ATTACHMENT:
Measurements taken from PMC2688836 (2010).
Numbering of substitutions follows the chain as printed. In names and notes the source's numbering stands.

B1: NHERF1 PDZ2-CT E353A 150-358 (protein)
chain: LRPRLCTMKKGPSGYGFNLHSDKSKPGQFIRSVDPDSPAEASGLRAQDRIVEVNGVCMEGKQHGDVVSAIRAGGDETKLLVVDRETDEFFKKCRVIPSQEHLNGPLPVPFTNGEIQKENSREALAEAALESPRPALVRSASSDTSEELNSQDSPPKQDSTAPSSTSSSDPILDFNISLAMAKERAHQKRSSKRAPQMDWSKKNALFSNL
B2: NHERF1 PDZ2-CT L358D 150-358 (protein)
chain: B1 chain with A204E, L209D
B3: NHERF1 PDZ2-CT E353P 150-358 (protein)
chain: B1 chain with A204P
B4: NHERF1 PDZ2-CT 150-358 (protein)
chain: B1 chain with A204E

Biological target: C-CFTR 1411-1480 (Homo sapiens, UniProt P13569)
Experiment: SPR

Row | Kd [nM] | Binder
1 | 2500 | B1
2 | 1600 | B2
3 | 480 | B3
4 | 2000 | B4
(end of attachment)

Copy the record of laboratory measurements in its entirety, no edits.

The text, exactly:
Measurements taken from PMC2688836 (2010).
Numbering of substitutions follows the chain as printed. In names and notes the source's numbering stands.

B1: NHERF1 PDZ2-CT E353A 150-358 (protein)
chain: LRPRLCTMKKGPSGYGFNLHSDKSKPGQFIRSVDPDSPAEASGLRAQDRIVEVNGVCMEGKQHGDVVSAIRAGGDETKLLVVDRETDEFFKKCRVIPSQEHLNGPLPVPFTNGEIQKENSREALAEAALESPRPALVRSASSDTSEELNSQDSPPKQDSTAPSSTSSSDPILDFNISLAMAKERAHQKRSSKRAPQMDWSKKNALFSNL
B2: NHERF1 PDZ2-CT L358D 150-358 (protein)
chain: B1 chain with A204E, L209D
B3: NHERF1 PDZ2-CT E353P 150-358 (protein)
chain: B1 chain with A204P
B4: NHERF1 PDZ2-CT 150-358 (protein)
chain: B1 chain with A204E

Biological target: C-CFTR 1411-1480 (Homo sapiens, UniProt P13569)
Experiment: SPR

Row | Kd [nM] | Binder
1 | 2500 | B1
2 | 1600 | B2
3 | 480 | B3
4 | 2000 | B4